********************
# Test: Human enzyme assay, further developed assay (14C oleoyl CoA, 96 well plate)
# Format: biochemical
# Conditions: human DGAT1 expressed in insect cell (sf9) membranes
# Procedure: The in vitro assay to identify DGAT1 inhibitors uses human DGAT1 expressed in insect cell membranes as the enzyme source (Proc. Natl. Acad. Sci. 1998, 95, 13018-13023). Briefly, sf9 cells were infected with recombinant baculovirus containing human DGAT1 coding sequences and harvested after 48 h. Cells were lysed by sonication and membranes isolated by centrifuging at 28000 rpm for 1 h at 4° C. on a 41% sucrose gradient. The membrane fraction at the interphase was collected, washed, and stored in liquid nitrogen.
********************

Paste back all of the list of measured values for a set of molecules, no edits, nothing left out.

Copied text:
# Test: Human enzyme assay, further developed assay (14C oleoyl CoA, 96 well plate)
# Format: biochemical
# Conditions: human DGAT1 expressed in insect cell (sf9) membranes
# Procedure: The in vitro assay to identify DGAT1 inhibitors uses human DGAT1 expressed in insect cell membranes as the enzyme source (Proc. Natl. Acad. Sci. 1998, 95, 13018-13023). Briefly, sf9 cells were infected with recombinant baculovirus containing human DGAT1 coding sequences and harvested after 48 h. Cells were lysed by sonication and membranes isolated by centrifuging at 28000 rpm for 1 h at 4° C. on a 41% sucrose gradient. The membrane fraction at the interphase was collected, washed, and stored in liquid nitrogen.